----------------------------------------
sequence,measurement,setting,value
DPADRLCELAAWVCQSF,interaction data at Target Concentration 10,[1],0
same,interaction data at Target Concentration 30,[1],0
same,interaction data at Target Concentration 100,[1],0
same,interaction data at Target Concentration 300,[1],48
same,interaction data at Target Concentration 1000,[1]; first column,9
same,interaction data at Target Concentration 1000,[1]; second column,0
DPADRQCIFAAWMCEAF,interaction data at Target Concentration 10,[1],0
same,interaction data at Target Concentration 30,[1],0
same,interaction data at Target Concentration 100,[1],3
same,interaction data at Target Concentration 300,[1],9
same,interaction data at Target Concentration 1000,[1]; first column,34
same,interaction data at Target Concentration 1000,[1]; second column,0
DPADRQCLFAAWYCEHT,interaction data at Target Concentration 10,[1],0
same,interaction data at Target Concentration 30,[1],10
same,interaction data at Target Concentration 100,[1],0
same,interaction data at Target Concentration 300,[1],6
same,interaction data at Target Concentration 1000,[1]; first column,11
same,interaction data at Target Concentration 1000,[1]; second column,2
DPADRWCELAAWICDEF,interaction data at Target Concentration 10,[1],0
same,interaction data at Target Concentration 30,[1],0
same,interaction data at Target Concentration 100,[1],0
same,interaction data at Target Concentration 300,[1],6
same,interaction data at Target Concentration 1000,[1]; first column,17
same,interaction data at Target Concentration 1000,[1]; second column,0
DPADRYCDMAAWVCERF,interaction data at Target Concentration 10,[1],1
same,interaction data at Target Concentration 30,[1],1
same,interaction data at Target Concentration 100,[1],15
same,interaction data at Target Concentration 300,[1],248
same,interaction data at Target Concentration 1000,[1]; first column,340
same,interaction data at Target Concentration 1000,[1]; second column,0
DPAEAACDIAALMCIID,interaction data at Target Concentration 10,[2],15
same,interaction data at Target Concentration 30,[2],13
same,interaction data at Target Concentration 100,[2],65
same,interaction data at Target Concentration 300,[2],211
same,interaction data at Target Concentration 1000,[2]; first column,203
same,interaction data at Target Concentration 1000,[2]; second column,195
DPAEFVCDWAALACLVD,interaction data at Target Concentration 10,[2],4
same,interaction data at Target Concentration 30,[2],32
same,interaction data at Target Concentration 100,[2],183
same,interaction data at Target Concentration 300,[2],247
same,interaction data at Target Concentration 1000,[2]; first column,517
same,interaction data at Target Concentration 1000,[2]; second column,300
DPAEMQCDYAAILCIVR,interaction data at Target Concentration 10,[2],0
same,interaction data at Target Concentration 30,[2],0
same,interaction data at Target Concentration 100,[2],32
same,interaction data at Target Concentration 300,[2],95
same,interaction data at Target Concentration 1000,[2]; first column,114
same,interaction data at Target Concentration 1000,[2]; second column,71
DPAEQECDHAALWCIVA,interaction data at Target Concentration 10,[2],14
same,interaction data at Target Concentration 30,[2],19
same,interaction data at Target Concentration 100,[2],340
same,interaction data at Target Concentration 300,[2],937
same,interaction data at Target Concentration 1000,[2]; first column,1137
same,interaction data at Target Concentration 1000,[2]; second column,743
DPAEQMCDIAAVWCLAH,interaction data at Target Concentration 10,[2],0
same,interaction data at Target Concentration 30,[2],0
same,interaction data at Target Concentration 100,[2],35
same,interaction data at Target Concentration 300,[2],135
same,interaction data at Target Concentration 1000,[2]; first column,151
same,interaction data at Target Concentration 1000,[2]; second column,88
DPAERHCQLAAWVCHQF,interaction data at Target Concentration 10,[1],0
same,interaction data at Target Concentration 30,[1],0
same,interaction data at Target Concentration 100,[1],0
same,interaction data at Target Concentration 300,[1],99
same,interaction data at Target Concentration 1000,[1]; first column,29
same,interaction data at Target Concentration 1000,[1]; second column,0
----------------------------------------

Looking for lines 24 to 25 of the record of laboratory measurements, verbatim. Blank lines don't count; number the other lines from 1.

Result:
same,interaction data at Target Concentration 1000,[1]; first column,17
same,interaction data at Target Concentration 1000,[1]; second column,0